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In Latino-heavy Miami, elected officials demand more vaccines for seniors

"Until seniors are vaccinated at higher levels we're not going to take a big bite into hospitalizations," said epidemiologist Dr. Mary Jo Trepka.
Hospitalization numbers rise sharply as Florida adds 6,587 new COVID-19 cases
Vehicles line up as a health care workers help to check in people being tested at a COVID-19 drive-thru testing center in Miami Gardens, Fla., on Nov. 22, 2020.David Santiago / Miami Herald/TNS via Getty Images file

MIAMI — Miami-Dade County has the largest number of seniors, Latinos, Covid-19 infections, and deaths in Florida, but it’s lagging in the number of people over 65 that are being vaccinated.

According to Florida’s data, Miami-Dade has administered the largest amount of vaccines, but an analysis of the data by Florida International University epidemiologist, Dr. Mary Jo Trepka finds the county lags others when considering population size.

Only 29.6 percent of the 65 and older population of Miami-Dade — which numbers 477,205 — has received at least one vaccine, compared to the state average of 34.5 percent, Trepka told NBC News.

Palm Beach County, where former President Donald Trump now resides, has vaccinated over 46 percent of their seniors and has a smaller size of seniors, at 358,002.

“We're trying to keep down the morbidity and mortality and until we get our seniors vaccinated at higher levels, we're not going to be able to take a big bite into hospitalizations,” Trepka said.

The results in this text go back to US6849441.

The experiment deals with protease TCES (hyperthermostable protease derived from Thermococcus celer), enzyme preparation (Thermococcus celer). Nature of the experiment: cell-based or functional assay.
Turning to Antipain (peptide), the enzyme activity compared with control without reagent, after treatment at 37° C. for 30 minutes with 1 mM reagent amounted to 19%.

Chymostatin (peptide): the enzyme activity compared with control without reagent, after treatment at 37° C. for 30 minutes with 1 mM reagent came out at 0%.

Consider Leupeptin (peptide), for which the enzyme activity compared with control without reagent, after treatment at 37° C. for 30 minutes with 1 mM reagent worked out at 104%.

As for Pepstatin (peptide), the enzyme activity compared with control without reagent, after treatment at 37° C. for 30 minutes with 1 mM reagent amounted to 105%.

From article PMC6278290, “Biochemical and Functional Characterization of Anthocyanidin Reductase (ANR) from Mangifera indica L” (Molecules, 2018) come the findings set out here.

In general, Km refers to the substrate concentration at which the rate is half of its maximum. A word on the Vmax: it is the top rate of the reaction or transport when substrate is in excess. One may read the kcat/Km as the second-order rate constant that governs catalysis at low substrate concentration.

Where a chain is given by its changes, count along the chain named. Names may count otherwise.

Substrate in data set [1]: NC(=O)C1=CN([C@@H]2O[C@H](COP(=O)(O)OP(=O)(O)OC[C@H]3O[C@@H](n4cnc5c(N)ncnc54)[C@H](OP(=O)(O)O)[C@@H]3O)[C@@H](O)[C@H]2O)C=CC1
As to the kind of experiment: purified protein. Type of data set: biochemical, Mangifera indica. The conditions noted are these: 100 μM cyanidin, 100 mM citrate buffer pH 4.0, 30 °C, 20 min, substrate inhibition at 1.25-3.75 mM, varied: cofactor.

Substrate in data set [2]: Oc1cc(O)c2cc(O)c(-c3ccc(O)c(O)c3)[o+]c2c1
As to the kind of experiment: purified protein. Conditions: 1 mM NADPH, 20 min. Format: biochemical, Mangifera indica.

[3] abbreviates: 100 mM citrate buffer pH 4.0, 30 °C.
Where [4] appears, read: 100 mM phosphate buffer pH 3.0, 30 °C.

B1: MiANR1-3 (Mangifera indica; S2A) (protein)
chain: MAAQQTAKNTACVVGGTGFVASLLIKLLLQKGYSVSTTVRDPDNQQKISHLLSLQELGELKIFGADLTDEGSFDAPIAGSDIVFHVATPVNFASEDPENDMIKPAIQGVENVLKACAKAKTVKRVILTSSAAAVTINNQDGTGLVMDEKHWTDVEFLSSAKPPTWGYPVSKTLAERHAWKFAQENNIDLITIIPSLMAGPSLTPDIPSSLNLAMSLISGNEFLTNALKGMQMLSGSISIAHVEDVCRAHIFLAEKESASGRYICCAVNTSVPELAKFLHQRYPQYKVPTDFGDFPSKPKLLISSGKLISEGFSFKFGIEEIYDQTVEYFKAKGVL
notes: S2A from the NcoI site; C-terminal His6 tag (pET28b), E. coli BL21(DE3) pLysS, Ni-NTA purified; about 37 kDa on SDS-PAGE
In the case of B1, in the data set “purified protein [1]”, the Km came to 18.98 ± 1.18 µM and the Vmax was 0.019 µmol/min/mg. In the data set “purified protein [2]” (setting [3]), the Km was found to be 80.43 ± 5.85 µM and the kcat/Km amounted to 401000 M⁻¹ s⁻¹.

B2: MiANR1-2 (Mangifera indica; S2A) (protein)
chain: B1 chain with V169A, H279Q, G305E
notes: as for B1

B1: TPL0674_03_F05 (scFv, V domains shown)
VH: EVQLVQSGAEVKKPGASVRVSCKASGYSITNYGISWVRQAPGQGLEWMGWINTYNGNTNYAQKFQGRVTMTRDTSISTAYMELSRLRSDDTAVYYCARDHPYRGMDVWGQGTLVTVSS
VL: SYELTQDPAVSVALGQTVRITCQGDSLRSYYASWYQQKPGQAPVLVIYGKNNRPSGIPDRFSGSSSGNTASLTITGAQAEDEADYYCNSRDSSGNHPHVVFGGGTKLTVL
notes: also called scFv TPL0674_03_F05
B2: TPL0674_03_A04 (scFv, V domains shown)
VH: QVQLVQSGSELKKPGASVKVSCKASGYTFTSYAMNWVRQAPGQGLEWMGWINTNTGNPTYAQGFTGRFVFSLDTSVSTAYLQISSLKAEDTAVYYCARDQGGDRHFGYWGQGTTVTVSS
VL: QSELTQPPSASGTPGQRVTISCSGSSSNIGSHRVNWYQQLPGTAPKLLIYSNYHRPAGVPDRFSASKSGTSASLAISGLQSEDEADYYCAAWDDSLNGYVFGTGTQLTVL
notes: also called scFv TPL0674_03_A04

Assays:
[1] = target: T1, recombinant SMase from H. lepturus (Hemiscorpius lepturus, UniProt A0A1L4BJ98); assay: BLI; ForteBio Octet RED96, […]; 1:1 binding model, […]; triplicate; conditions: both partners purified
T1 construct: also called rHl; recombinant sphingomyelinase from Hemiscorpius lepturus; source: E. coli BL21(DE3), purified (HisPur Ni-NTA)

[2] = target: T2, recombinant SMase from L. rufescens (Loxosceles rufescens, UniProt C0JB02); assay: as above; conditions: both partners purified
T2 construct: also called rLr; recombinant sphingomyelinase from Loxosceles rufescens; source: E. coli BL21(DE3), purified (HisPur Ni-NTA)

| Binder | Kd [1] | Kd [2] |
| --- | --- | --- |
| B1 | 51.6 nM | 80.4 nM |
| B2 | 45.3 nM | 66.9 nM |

The state does not release data on how many vaccines are distributed to each county. Trepka cautioned there are many factors to consider, such as people crossing county lines to get a shot, and whether there is more vaccine hesitancy among communities in some counties versus others.

But county and city officials are demanding more vaccines. Miami-Dade County’s mayor Daniella Levine Cava sent a letter to Florida Gov. Ron DeSantis last week asking him to “urgently increase the volume” of vaccines in the county.

During an invitation-only event at the White House on Friday with a bipartisan group of mayors and governors, the mayor of the city of Miami, Francis Suarez, asked for more vaccines in order to speed up the process.

Florida State Senator Annette Taddeo, a Democrat who represents an area of Miami, said the current situation was "crazy."

“We're not getting them from the governor,” Taddeo said about vaccines. "This is about fairness and making sure that we are not playing favorites.”

Taddeo said she has reached out to the White House over her concerns. One solution she says she and others believe would work is to get the vaccines directly from the federal government.

Worrying scientists is that Florida leads the nation with the B.1.1.7 variant that originated in the U.K. There are concerns the variant could accelerate the amount of cases and deaths before enough people are vaccinated. The Centers for Disease Control and Prevention warned last month that B.1.1.7 could become the predominant strain in the United States by March.

Dr. Olveen Carrasquillo, chief of general medicine at the University of Miami Health System, said much of the inequity in vaccine distribution is due to poor planning at the state and federal levels, starting last year. “I’m very angry and upset we didn’t plan this three or four months ago when we should have,” said Carrasquillo.

Carrasquillo is confident that the logistical and supply issues will get solved in the next few months as more vaccines are made and distributed. But aside from that, what worries him the most is the spread of misinformation that is making some in the community fearful of getting vaccinated.

“They know how to say it, how to get people afraid," Carrasquillo said about those spreading false information about the vaccine that is scaring some into not taking it. "They know how to reach our people, and that’s what concerns me."

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